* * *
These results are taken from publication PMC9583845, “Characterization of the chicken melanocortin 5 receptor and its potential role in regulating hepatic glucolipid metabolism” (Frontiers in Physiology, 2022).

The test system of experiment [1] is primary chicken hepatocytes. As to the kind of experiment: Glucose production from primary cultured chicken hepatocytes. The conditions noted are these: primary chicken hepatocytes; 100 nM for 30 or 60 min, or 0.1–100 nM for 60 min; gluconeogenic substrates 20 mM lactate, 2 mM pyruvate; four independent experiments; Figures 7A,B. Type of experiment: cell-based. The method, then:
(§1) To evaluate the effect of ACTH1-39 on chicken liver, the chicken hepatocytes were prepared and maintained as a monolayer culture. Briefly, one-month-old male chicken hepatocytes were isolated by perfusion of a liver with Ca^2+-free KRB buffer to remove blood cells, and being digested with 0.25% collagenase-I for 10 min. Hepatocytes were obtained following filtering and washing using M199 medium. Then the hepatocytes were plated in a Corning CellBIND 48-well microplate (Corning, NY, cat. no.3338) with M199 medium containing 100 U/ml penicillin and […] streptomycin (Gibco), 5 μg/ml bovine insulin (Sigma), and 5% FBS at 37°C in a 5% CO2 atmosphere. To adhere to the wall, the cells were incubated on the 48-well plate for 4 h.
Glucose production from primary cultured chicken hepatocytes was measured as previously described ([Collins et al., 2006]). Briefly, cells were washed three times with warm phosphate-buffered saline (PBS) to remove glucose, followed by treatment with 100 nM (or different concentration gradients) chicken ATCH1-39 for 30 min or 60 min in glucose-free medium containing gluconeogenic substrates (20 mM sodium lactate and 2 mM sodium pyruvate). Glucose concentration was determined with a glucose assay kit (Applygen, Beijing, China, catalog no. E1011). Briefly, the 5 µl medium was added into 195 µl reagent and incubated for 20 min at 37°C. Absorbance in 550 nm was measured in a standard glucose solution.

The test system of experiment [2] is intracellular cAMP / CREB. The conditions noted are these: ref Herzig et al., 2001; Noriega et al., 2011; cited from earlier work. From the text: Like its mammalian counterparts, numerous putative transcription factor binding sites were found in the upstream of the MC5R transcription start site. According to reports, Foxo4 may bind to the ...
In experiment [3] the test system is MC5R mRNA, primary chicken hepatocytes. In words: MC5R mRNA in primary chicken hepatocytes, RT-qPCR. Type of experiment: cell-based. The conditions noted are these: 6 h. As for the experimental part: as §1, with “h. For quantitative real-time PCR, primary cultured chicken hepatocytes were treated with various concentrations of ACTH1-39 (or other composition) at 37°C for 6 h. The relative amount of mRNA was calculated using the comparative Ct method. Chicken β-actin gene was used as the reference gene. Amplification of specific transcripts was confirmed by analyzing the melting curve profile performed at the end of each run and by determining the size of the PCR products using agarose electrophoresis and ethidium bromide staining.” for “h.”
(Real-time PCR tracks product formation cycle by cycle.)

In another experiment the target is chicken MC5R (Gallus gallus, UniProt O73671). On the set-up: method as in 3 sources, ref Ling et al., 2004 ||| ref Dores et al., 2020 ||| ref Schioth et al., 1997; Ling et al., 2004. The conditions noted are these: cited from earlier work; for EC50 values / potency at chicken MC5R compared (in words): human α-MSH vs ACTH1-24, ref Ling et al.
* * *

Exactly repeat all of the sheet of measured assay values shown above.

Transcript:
These results are taken from publication PMC9583845, “Characterization of the chicken melanocortin 5 receptor and its potential role in regulating hepatic glucolipid metabolism” (Frontiers in Physiology, 2022).

The test system of experiment [1] is primary chicken hepatocytes. As to the kind of experiment: Glucose production from primary cultured chicken hepatocytes. The conditions noted are these: primary chicken hepatocytes; 100 nM for 30 or 60 min, or 0.1–100 nM for 60 min; gluconeogenic substrates 20 mM lactate, 2 mM pyruvate; four independent experiments; Figures 7A,B. Type of experiment: cell-based. The method, then:
(§1) To evaluate the effect of ACTH1-39 on chicken liver, the chicken hepatocytes were prepared and maintained as a monolayer culture. Briefly, one-month-old male chicken hepatocytes were isolated by perfusion of a liver with Ca^2+-free KRB buffer to remove blood cells, and being digested with 0.25% collagenase-I for 10 min. Hepatocytes were obtained following filtering and washing using M199 medium. Then the hepatocytes were plated in a Corning CellBIND 48-well microplate (Corning, NY, cat. no.3338) with M199 medium containing 100 U/ml penicillin and […] streptomycin (Gibco), 5 μg/ml bovine insulin (Sigma), and 5% FBS at 37°C in a 5% CO2 atmosphere. To adhere to the wall, the cells were incubated on the 48-well plate for 4 h.
Glucose production from primary cultured chicken hepatocytes was measured as previously described ([Collins et al., 2006]). Briefly, cells were washed three times with warm phosphate-buffered saline (PBS) to remove glucose, followed by treatment with 100 nM (or different concentration gradients) chicken ATCH1-39 for 30 min or 60 min in glucose-free medium containing gluconeogenic substrates (20 mM sodium lactate and 2 mM sodium pyruvate). Glucose concentration was determined with a glucose assay kit (Applygen, Beijing, China, catalog no. E1011). Briefly, the 5 µl medium was added into 195 µl reagent and incubated for 20 min at 37°C. Absorbance in 550 nm was measured in a standard glucose solution.

The test system of experiment [2] is intracellular cAMP / CREB. The conditions noted are these: ref Herzig et al., 2001; Noriega et al., 2011; cited from earlier work. From the text: Like its mammalian counterparts, numerous putative transcription factor binding sites were found in the upstream of the MC5R transcription start site. According to reports, Foxo4 may bind to the ...
In experiment [3] the test system is MC5R mRNA, primary chicken hepatocytes. In words: MC5R mRNA in primary chicken hepatocytes, RT-qPCR. Type of experiment: cell-based. The conditions noted are these: 6 h. As for the experimental part: as §1, with “h. For quantitative real-time PCR, primary cultured chicken hepatocytes were treated with various concentrations of ACTH1-39 (or other composition) at 37°C for 6 h. The relative amount of mRNA was calculated using the comparative Ct method. Chicken β-actin gene was used as the reference gene. Amplification of specific transcripts was confirmed by analyzing the melting curve profile performed at the end of each run and by determining the size of the PCR products using agarose electrophoresis and ethidium bromide staining.” for “h.”
(Real-time PCR tracks product formation cycle by cycle.)

In another experiment the target is chicken MC5R (Gallus gallus, UniProt O73671). On the set-up: method as in 3 sources, ref Ling et al., 2004 ||| ref Dores et al., 2020 ||| ref Schioth et al., 1997; Ling et al., 2004. The conditions noted are these: cited from earlier work; for EC50 values / potency at chicken MC5R compared (in words): human α-MSH vs ACTH1-24, ref Ling et al.